Marquetry Chart Boxes

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Project by shipwright posted 03-25-2014 12:07 AM 7021 views 44 times favorited 91 comments Add to Favorites Watch

A friend gave me about a dozen sheets of this veneer a while ago and it immediately reminded me of an old parchment chart, the kind you see in movies about buried pirate treasure. It has been an idea in the back of my mind for about a year but recently I discovered a perfect use for such a marquetry theme. I have acquired the 21st century version of navigational charts and thought this would make a fine motif to go on a box to house them on board Friendship.

The box will carry my iPad, with Bad Elf gps, associated items and a small solar charger to help with battery charging when I’m off the grid.

The box is much like many others I have posted. Please forgive the unfinished hinges. I will glue in the final splines when the box is back home in the moist air of the Pacific coast. I don’t want to have the catch swell up and have no way to open the box. (The hinges are blogged here.)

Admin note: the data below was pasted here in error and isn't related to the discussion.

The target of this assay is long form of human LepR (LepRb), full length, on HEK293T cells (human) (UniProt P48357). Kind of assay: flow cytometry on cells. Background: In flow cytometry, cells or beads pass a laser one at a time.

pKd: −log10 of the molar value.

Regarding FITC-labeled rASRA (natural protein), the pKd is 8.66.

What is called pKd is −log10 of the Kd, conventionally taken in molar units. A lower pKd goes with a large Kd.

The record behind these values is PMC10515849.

The marquetry on the one I will use features the only piece of thin sliced veneer (Padauk) that I bought in Paris when I bought my thick, sawn material. It was so pretty I just couldn’t resist. The burl itself is olive and other woods used include Pelin Burl, Ipe, Holly, Koa and a little dyed grey.

The ship and the compass rose are just cut from the olive burl, sand shaded and replaced. You can see the grain running right through them.

I tried an interesting twist on the front of the boxes. As sand shading such small pieces in this thin veneer is so difficult, I did all the shading on these panels with a charcoal pencil. (Thanks Ken) I like the effect and it is much easier on tiny pieces.

The interiors are Pao Ferro on the Padauk box and Pelin Burl on the Ipe box. The bodies are BB plywood and the lapped edges are dyed Poplar.

And oh yes, there is a catch. I will do a blog on it if anyone is interested.

Thanks for looking in.

-- Paul M ..............the early bird may get the worm but it’s the second mouse that gets the cheese!